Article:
We know many of you captured some great shots while you studied abroad as a UA student. We want to see them!Photos will be classified into one of four categories:

  • Landscape – buildings and/or natural scenery of a city, site, or area
  • Local Color – highlights the people and culture of places visited
  • UA Spirit – UA students showing their school pride while abroad
  • Crimson Captured (International students only) – the UA campus or Tuscaloosa area as seen through the eyes of UA international students.

 

With your submission, please include your name, the category in which you are entering the photo, title of the photo, location the photo was taken, and the name of your study abroad program. Each contestant is allowed to submit no more than 4 photos total. Make sure all photos are high resolution. Winner in each category will receive scholarship prizes!

Photos must be high-resolution and be submitted via email to UAphotocontest@gmail.com. The deadline for entry is Thursday, October 26, 2017 at 11 p.m. By submitting a photograph(s) you guarantee that you are the original and sole creator of the submitted photograph(s) and that you own all rights to the photograph(s). Furthermore, you grant Education Abroad and Capstone International the right to use the photograph(s).

 

Voting Process
Entries for each category will be voted on by the UA student body the week of November 6-10 on the second floor of the Ferguson Center AND through the UA Education Abroad Facebook page.

 

Prizes
Winners will be announced during International Education Week the week of November 13-17. The 1st and 2nd place winners of each category will receive a scholarship prize that will be credited to the student’s account at UA. All finalists will receive an award certificate.

 

Rules and Requirements

  • You must be a current UA student to enter.
  • Photos must be submitted via email to UAphotocontest@gmail.com
  • Maximum of four total entries per student.
  • No inappropriate, lewd, disrespectful, or offensive submissions.
  • Repeat submissions will not be considered.
  • Images should not be digitally enhanced.
  • Submissions must include your name, the category in which you are entering each photo, title of the photo, location the photo was taken, and the name of your program.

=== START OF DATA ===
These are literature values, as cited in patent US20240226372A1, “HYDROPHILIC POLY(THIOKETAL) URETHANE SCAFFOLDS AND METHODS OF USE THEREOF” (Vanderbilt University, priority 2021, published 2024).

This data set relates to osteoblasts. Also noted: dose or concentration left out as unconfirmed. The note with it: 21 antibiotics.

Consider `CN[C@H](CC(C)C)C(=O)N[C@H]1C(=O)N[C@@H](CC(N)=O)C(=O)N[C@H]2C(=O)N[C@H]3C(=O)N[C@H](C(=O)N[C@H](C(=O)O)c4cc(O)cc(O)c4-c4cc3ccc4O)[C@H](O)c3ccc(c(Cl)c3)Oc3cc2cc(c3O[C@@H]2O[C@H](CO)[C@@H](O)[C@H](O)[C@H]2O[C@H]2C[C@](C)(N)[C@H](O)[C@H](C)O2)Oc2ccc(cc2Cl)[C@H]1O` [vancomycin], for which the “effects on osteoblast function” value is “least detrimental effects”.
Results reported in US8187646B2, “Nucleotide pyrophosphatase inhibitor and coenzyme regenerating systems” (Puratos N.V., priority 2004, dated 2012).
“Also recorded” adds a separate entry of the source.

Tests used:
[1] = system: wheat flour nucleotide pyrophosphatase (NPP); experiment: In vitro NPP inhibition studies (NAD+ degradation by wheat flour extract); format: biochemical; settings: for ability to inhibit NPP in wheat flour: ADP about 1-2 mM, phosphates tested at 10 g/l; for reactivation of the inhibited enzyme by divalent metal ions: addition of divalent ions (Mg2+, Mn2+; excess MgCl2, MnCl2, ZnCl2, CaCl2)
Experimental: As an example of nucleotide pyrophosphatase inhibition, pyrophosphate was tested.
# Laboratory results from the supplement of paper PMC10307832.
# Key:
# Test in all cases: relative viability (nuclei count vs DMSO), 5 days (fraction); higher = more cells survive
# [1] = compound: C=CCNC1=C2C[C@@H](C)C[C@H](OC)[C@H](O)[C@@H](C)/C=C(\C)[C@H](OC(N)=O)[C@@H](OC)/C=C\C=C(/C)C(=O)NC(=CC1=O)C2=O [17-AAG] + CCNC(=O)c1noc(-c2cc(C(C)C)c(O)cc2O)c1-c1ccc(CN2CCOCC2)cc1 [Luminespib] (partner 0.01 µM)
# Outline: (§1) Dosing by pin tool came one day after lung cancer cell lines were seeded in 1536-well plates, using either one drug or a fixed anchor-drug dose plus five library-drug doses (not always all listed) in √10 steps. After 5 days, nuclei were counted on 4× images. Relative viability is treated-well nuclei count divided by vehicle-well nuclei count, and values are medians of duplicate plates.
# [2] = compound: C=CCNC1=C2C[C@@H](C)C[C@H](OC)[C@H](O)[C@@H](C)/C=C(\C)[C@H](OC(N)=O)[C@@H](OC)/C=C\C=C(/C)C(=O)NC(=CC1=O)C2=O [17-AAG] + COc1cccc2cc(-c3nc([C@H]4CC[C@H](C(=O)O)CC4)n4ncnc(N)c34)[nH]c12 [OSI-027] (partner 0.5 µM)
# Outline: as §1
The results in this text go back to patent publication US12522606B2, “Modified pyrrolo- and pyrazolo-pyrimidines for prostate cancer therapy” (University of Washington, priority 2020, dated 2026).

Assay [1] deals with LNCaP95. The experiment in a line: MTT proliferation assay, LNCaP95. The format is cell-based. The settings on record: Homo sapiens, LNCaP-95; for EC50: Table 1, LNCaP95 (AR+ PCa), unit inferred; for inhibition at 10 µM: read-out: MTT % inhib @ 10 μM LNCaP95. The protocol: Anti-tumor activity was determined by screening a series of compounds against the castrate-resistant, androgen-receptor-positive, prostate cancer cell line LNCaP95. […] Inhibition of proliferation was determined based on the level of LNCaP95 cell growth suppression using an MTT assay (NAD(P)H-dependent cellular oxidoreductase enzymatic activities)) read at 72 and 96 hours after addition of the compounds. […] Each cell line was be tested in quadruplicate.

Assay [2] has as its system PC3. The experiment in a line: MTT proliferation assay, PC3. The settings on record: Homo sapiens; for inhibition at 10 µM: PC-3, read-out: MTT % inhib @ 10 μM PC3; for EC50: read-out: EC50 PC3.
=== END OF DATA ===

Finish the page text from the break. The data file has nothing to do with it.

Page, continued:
Check out last years winners on our Facebook: 2016 Photo Contest Winners!

Proyecta 100,000

For three consecutive years (2015, 2016, & 2017), The University of Alabama (UA) English Language Institute (ELI) has been selected to host Mexican learners to study English as a Second Language for four weeks in the fall as part of the “Training Program for Students – Proyecta 100,000.” Each year the Mexican students have been impressed by the beautiful university campus, the diversity of students at the ELI, and the professional English instructors. In the articles in Spanish linked below, three Proyecta students describe their positive learning experiences at The University of Alabama.

“The University of Alabama” by Ulises Escobar Roman

“Roll Tide” by Karla Janet Hernandez Ortiz

“Broaden Our Horizons” by Dr. Ana Maria Guerrero Orozco

Proyecta Students at the ELI Welcome Activity

 

Proyecta students with some ELI friends at the certificate ceremony

A Sweet Taste of Culture for International Students

International students experience American Christmas traditions – decorating cookies, making gingerbread houses, and singing carols – for the first time.

See the photos and the finished products at the UA News Center.

Students with UA’s English Language Institute gathered at B.B. Comer Hall to decorate Christmas cookies, make gingerbread houses, and sing Christmas carols for the first time.

 

Abdulmosen Shunib, a 21-year-old ELI student from Saudi Arabia, said the experience was neat. “This is my first time doing this. I like it.”